Author Topic: More or Les (was Bloody Plurals)  (Read 266324 times)

Ozzyjack

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Re: More or Les (was Bloody Plurals)
« Reply #3675 on: March 26, 2020, 09:48:42 PM »
Hi Jack
The answer to the riddle is man :)
I don't know what it's like there but we've had a massive problem with people panic buying & hoarding stuff.  

Hi Pen,

Full marks again.

Actually, the situation you describe also applies to Germany according to one of my e-mail correspondents.  He said that there has been a huge run on sausages and cheese in supermarkets throughout Germany - a wurst käse scenario.

   

These urinals suit me  ;).




The easy bit of the challenge tonight is the identifying first line of a non-sense poem.  3 3 3 3 5-3 4 2 3

The & the 2 C

You only need the verb in the last picture.

The bonus point is for naming and describing the piece of cutlery the Bride and Groom used when they dined on mince, and slices of quince.  


It’s time to put the chooks to bed.


« Last Edit: March 26, 2020, 10:10:28 PM by Ozzyjack »
Cheers, Jack


“In victory, you deserve Champagne. In defeat you need it.”  ― Napoleon Bonaparte

Hobbit

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Re: More or Les (was Bloody Plurals)
« Reply #3676 on: March 27, 2020, 04:07:16 AM »
Hi Jack

An entertaining & very funny post :laugh:  We both enjoyed it.  Forgot to say you got top marks for Zoe's Oedipus Rex challenge!
Zoe advises me that the cutlery used by the bride & groom in the poem was this...


She has suggested today's puzzle.  It's a 19th century novel.  4 words.  5, 3, 9, 4.
the
For your bonus can you name the author please & the name of the couple who become romantically entangled.

   

I can't match your brilliant dog rounding up the chooks - love that :)

So I'll sidle out gracefully :laugh:

« Last Edit: March 27, 2020, 04:09:19 AM by Hobbit »

Ozzyjack

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Re: More or Les (was Bloody Plurals)
« Reply #3677 on: March 27, 2020, 06:11:08 AM »
Hi Pen,

I Fancy that at this time of Day that I would feel a Dick if I didn’t know Donald Duck’s second nephew was named Dewy. Still I would crack Hardy about it.

Ontrac at 8, so must go.
Cheers, Jack


“In victory, you deserve Champagne. In defeat you need it.”  ― Napoleon Bonaparte

Hobbit

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Re: More or Les (was Bloody Plurals)
« Reply #3678 on: March 27, 2020, 06:28:52 AM »
Brilliant Jack :)  I couldn't find the picture I wanted to say that I can't pull the wool over your eyes so you'll have to make do with this!



Ozzyjack

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Re: More or Les (was Bloody Plurals)
« Reply #3679 on: March 27, 2020, 02:25:37 PM »
Hi Pen,

At this stage, it looks like our move has been put on hold for some time.  The Government has banned open house viewings and the newspapers are predicting a drop in house prices of up to 20%.  Luckily, we have no pressure to sell except the desire to escape the cold winter, but we may have to put up with another one here.  One advantage in preparing the house for sale it has improved its liveability.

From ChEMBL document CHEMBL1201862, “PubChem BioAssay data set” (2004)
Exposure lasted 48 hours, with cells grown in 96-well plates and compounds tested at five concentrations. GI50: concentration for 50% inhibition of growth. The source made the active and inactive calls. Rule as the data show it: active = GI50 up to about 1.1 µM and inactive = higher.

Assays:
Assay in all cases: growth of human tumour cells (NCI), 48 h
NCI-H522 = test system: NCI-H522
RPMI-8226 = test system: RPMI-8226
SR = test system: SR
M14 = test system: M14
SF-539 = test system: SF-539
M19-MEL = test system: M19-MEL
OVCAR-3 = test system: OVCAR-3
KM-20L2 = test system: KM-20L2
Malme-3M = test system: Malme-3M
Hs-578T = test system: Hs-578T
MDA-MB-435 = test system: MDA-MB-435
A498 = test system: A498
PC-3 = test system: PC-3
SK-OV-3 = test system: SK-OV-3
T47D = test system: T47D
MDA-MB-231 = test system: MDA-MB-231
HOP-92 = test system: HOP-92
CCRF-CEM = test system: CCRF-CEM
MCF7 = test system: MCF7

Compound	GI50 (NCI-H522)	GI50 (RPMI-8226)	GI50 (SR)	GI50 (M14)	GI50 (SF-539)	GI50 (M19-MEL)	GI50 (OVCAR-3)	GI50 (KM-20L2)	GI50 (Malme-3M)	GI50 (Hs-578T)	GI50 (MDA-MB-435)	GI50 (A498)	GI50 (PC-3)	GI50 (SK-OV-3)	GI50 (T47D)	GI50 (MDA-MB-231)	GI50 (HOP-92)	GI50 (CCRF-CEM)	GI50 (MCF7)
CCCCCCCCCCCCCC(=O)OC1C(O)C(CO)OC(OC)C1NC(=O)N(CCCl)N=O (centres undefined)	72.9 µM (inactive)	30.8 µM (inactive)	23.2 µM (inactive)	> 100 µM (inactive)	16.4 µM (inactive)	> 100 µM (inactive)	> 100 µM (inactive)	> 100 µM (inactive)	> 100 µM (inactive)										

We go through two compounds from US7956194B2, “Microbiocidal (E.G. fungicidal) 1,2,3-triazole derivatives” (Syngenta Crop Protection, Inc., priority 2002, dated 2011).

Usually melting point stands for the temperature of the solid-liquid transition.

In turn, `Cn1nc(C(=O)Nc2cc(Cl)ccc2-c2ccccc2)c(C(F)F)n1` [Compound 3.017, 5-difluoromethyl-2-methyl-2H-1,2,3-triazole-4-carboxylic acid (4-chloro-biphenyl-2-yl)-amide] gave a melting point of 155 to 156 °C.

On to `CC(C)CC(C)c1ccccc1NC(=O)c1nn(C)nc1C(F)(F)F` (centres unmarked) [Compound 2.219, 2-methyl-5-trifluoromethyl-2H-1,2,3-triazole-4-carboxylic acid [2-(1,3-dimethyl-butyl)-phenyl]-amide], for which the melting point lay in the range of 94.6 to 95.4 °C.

There is a rumour going around that on Sunday the Prime Minister will announce a complete shut down to last four weeks.

But that’s enough serious stuff.

        

Well that was still a bit serious, how about

     


Blue loves his dad, Wazza, and his mum, Matilda but he is not one to go out of his way to show affection and so he hasn’t been in contact with them since Wazza and Matilda moved to Brisbane to get away from the cold in Bowral.   Blue even loves his sister, Mabel, who is a real tartar.

So, Blue was surprised when Wazza phones him and says, "I hate to ruin your day, but I have to tell you that your mother and I are divorcing, fifty-five years of misery is enough."

"Dad, what the bloody hell are you talking about?" Blue screams.

"We can't stand the sight of each other any longer, “Wazza says.

"We're sick of each other, and I'm sick of talking about this, so you call Mabel and tell her," and he hangs up.

Frantic, the Blue calls Mabel, who explodes on the phone. "Like buggery, they're getting divorced," she shouts, "I'll take care of this." She calls Brisbane immediately, and screams at Wazza, "You are NOT getting divorced. Don't do a single thing until I get there. I'm calling my brother back, and we'll both be there tomorrow. Until then, don't do a thing, DO YOU HEAR ME?" and hangs up.

Wazza hangs up his phone and turns to Matilda. "Okay," he says, "They're coming for Mother’s Day and paying their own fares.  Now what do we tell them for Christmas?”